Computers are very good at following precise instructions, but they're not very good at improvising or dealing with deviations from expectations. For this reason, computer networks rely on a series of very precisely defined protocols ”descriptions of how a procedure or transaction is supposed to occur. As described briefly in Chapter 1, these protocols are arranged in a linear fashion to form what's referred to as a network protocol stack, or a network stack or protocol stack for short. The Transmission Control Protocol/Internet Protocol (TCP/IP) stack is the most common network stack; it forms the basis of the Internet, as well as of most Linux network tools. Chapter 2 described configuring Linux to use TCP/IP. There are several alternative network stacks, however, and Linux includes support for some of these.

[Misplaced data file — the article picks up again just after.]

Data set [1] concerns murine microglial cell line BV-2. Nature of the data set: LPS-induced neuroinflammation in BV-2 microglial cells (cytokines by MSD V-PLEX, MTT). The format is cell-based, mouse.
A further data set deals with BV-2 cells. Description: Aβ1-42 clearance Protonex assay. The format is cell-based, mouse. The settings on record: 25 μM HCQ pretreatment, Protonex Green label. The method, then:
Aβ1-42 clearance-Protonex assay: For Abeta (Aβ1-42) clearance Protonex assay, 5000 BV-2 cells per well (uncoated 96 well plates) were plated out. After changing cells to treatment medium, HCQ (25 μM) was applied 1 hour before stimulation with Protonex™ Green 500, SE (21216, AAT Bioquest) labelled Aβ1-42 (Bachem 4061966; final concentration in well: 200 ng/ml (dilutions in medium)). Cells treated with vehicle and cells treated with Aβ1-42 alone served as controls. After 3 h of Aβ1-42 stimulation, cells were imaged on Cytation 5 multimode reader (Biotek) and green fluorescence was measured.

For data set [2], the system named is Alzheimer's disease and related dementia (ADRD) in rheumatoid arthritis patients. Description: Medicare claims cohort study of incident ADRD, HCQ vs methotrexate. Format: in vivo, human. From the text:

This chapter begins with an overview of what a network stack is, including a brief description of TCP/IP. Next up are discussions of three common alternative network stacks: AppleTalk, IPX, and NetBEUI. These alternative stacks are used mostly on local area networks for file and printer sharing among Macintosh and Windows computers.